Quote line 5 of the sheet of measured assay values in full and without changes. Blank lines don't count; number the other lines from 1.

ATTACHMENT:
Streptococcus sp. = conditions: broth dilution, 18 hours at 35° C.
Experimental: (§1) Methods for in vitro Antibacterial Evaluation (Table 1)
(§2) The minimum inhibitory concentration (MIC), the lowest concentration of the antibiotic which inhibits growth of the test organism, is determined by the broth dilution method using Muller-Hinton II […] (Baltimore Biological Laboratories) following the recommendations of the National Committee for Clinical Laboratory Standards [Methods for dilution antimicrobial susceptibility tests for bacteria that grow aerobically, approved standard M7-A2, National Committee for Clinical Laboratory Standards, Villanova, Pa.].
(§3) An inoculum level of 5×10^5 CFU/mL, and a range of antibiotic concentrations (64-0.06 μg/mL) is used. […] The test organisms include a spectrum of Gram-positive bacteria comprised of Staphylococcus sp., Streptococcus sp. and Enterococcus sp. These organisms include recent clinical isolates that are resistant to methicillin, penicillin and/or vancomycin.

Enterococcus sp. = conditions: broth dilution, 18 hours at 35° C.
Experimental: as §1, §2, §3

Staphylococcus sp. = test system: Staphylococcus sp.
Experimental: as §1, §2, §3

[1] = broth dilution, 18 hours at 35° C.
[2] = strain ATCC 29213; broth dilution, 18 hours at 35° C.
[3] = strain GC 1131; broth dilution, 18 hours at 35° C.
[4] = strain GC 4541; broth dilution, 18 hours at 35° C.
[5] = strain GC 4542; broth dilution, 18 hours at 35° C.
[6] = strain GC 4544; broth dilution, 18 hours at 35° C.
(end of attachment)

Enterococcus sp. = conditions: broth dilution, 18 hours at 35° C.